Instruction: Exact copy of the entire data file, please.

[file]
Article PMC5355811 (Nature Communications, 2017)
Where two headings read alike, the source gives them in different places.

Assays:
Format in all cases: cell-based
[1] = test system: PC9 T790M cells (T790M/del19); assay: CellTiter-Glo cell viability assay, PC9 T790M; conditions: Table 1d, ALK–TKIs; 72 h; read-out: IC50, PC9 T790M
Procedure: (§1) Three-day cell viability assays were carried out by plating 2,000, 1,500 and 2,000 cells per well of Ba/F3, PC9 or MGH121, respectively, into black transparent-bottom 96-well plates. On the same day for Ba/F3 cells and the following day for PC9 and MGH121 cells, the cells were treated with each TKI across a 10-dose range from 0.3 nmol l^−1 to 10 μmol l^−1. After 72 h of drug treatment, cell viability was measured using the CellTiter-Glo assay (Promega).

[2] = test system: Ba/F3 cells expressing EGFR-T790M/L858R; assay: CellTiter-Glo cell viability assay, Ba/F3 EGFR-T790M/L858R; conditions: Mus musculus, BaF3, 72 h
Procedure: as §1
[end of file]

Article PMC5355811 (Nature Communications, 2017)
Where two headings read alike, the source gives them in different places.

Assays:
Format in all cases: cell-based
[1] = test system: PC9 T790M cells (T790M/del19); assay: CellTiter-Glo cell viability assay, PC9 T790M; conditions: Table 1d, ALK–TKIs; 72 h; read-out: IC50, PC9 T790M
Procedure: (§1) Three-day cell viability assays were carried out by plating 2,000, 1,500 and 2,000 cells per well of Ba/F3, PC9 or MGH121, respectively, into black transparent-bottom 96-well plates. On the same day for Ba/F3 cells and the following day for PC9 and MGH121 cells, the cells were treated with each TKI across a 10-dose range from 0.3 nmol l^−1 to 10 μmol l^−1. After 72 h of drug treatment, cell viability was measured using the CellTiter-Glo assay (Promega).

[2] = test system: Ba/F3 cells expressing EGFR-T790M/L858R; assay: CellTiter-Glo cell viability assay, Ba/F3 EGFR-T790M/L858R; conditions: Mus musculus, BaF3, 72 h
Procedure: as §1